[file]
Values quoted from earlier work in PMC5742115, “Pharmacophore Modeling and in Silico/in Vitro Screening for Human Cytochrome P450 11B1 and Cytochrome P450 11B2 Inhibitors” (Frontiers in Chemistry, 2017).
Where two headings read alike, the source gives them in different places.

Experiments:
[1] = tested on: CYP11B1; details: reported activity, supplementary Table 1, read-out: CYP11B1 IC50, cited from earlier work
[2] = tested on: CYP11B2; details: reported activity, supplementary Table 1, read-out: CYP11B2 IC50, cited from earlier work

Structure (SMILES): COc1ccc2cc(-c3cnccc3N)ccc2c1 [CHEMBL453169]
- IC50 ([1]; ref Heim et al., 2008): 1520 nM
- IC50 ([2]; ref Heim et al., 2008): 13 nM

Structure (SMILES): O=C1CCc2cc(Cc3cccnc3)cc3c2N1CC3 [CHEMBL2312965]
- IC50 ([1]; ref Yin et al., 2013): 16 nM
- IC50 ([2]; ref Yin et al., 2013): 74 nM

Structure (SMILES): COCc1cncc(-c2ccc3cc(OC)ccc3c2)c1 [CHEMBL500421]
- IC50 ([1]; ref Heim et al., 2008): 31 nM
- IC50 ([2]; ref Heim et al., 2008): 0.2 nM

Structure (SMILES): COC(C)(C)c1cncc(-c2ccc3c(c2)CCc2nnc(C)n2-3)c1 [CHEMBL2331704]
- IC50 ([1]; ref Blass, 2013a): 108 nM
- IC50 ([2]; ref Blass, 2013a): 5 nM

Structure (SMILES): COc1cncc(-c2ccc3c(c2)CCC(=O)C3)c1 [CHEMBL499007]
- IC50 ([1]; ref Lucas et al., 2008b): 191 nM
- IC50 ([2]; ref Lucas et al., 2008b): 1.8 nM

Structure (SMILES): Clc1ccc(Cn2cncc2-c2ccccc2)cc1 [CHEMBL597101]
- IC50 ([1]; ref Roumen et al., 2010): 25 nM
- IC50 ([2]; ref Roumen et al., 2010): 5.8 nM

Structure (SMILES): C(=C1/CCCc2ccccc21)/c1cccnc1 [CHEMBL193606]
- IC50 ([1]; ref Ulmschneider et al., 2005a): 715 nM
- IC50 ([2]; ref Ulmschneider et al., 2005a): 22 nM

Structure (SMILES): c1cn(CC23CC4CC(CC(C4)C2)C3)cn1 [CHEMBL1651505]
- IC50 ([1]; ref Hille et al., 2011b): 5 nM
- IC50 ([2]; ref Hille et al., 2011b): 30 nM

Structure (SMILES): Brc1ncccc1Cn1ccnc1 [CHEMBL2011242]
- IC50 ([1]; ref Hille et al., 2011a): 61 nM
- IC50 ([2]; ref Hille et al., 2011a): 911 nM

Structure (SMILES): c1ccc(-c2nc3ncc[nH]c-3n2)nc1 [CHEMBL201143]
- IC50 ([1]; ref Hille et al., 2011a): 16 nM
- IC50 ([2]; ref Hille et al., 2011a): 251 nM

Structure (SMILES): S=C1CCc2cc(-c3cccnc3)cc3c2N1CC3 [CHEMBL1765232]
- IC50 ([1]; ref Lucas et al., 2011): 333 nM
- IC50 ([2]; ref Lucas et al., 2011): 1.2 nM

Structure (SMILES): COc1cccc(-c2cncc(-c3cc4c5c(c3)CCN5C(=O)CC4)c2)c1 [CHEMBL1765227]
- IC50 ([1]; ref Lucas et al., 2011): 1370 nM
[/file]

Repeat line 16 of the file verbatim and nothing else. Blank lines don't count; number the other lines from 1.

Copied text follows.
- IC50 ([1]; ref Blass, 2013a): 108 nM